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Malika Zeghal is the Prince Alwaleed Bin Talal Professor in Contemporary Islamic Thought and Life at Harvard University’s Faculty of Arts and Sciences. She is a political scientist who studies the intersection of contemporary Islam and politics. She is particularly interested in Islamist movements and in the institutionalization of Islam in the Middle East, North Africa, and the West. Her latest book, Islamism in Morocco: Religion, Authoritarianism, and Electoral Politics (Markus Wiener Publishers, 2008), explores the relationship between a hybrid authoritarian state and Islam.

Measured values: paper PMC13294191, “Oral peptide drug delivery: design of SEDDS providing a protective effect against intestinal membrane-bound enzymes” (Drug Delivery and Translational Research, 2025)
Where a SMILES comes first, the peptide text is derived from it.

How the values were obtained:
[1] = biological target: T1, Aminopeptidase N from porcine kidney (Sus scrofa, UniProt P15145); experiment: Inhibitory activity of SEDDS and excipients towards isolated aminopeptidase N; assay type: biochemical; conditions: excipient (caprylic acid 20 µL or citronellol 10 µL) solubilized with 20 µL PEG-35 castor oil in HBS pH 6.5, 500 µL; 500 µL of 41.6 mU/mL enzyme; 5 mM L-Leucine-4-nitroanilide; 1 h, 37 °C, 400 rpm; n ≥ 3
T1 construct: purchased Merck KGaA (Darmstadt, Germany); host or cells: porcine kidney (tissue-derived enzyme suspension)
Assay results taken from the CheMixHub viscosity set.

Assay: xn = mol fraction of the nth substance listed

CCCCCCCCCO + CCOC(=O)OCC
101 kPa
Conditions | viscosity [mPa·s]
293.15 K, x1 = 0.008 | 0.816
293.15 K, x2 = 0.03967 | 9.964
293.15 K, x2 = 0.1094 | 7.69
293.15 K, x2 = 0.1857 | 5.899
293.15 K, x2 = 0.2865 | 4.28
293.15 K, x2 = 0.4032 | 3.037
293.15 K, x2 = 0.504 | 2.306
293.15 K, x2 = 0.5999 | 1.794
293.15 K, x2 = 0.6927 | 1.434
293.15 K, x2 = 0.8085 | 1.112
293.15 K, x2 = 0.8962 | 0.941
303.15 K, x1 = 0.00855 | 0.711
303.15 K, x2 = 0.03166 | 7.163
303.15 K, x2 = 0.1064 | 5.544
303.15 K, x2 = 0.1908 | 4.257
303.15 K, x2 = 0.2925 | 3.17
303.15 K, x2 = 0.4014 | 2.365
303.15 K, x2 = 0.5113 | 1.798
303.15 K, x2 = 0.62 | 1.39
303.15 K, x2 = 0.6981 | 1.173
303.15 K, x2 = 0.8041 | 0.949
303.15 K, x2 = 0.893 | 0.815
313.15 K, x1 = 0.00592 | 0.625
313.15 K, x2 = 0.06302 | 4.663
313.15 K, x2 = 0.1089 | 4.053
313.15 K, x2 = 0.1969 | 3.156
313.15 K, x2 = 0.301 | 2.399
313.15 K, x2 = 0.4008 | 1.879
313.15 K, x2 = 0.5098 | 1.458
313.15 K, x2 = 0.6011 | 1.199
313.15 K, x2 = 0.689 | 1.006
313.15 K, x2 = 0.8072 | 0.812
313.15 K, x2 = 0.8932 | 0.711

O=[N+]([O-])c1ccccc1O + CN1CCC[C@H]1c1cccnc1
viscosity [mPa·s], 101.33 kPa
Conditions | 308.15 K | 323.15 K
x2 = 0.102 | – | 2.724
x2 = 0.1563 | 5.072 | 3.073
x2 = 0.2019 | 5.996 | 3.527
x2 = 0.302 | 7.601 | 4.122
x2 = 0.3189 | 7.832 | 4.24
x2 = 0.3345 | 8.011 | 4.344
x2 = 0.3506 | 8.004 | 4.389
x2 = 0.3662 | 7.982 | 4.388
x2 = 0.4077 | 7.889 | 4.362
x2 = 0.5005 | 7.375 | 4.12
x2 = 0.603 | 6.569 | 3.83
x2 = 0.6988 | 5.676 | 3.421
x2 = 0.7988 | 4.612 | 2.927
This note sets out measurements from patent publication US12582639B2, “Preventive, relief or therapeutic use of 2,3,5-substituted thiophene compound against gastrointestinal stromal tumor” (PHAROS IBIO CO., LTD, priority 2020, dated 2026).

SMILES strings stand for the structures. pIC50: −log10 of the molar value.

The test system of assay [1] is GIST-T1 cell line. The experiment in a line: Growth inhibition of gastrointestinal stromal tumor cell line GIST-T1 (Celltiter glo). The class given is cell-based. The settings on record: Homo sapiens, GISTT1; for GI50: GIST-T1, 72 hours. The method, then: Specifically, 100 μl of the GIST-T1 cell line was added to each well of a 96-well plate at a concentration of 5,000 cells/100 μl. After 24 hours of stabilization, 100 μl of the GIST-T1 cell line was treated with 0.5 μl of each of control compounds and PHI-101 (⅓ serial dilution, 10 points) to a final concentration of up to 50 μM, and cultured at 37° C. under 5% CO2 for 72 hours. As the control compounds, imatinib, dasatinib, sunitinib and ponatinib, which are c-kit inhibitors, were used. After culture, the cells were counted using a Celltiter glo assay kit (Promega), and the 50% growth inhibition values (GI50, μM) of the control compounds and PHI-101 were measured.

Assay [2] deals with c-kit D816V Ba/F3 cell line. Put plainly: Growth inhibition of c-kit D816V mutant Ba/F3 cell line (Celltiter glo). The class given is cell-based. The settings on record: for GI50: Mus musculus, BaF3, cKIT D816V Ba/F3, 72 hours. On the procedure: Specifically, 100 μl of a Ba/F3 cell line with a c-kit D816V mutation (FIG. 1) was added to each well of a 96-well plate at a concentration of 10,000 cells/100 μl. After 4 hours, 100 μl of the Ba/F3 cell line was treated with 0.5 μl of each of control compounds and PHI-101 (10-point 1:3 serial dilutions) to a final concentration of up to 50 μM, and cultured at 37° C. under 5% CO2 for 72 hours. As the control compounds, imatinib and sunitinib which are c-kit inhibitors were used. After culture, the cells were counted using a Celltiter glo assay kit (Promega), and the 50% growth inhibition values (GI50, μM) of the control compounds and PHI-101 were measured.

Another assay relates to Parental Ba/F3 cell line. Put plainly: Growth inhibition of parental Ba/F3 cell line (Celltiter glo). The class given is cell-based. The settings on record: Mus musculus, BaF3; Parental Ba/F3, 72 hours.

At Radcliffe, Zeghal is writing a book that illuminates the modern state’s ineluctable engagement with religion by reflecting on several varieties of authoritarian secularism in the contemporary Islamic world. Using archival and ethnographic research, she is exploring how these forms of secularism shaped movements of Islamist opposition.
Zeghal is an alumna of the École Normale Supérieure, in Paris, and holds a PhD from the Sciences Po (l’Institut d’Etudes Politiques), also in Paris. She was named a Carnegie Scholar in 2009 and was recently appointed a member of the Tunisian Academy of Sciences, Letters, and Arts (Beït al-Hikma).